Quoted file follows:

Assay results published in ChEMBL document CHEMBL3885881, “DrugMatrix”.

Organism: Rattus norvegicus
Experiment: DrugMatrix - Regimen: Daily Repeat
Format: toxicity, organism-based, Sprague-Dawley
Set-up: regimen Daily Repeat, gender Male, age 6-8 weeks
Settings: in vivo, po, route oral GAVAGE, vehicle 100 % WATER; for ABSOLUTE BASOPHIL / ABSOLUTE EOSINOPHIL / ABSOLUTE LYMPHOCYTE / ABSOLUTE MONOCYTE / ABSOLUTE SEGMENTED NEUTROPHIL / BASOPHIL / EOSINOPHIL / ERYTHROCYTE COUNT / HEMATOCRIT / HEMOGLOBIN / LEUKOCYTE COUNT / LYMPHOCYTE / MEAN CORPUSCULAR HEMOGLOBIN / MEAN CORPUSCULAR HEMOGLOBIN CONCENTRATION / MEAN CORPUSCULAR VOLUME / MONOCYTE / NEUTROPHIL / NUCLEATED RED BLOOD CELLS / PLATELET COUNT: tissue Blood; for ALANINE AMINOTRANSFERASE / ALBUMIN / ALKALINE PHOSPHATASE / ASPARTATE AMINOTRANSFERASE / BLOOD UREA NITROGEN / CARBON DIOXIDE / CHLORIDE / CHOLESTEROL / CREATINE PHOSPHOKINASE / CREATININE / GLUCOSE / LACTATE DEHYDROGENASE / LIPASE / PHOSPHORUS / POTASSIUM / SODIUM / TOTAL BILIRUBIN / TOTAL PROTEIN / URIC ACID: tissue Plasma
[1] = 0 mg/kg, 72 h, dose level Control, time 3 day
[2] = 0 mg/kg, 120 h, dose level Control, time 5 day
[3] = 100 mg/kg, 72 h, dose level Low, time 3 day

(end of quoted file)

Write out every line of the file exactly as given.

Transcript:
Assay results published in ChEMBL document CHEMBL3885881, “DrugMatrix”.

Organism: Rattus norvegicus
Experiment: DrugMatrix - Regimen: Daily Repeat
Format: toxicity, organism-based, Sprague-Dawley
Set-up: regimen Daily Repeat, gender Male, age 6-8 weeks
Settings: in vivo, po, route oral GAVAGE, vehicle 100 % WATER; for ABSOLUTE BASOPHIL / ABSOLUTE EOSINOPHIL / ABSOLUTE LYMPHOCYTE / ABSOLUTE MONOCYTE / ABSOLUTE SEGMENTED NEUTROPHIL / BASOPHIL / EOSINOPHIL / ERYTHROCYTE COUNT / HEMATOCRIT / HEMOGLOBIN / LEUKOCYTE COUNT / LYMPHOCYTE / MEAN CORPUSCULAR HEMOGLOBIN / MEAN CORPUSCULAR HEMOGLOBIN CONCENTRATION / MEAN CORPUSCULAR VOLUME / MONOCYTE / NEUTROPHIL / NUCLEATED RED BLOOD CELLS / PLATELET COUNT: tissue Blood; for ALANINE AMINOTRANSFERASE / ALBUMIN / ALKALINE PHOSPHATASE / ASPARTATE AMINOTRANSFERASE / BLOOD UREA NITROGEN / CARBON DIOXIDE / CHLORIDE / CHOLESTEROL / CREATINE PHOSPHOKINASE / CREATININE / GLUCOSE / LACTATE DEHYDROGENASE / LIPASE / PHOSPHORUS / POTASSIUM / SODIUM / TOTAL BILIRUBIN / TOTAL PROTEIN / URIC ACID: tissue Plasma
[1] = 0 mg/kg, 72 h, dose level Control, time 3 day
[2] = 0 mg/kg, 120 h, dose level Control, time 5 day
[3] = 100 mg/kg, 72 h, dose level Low, time 3 day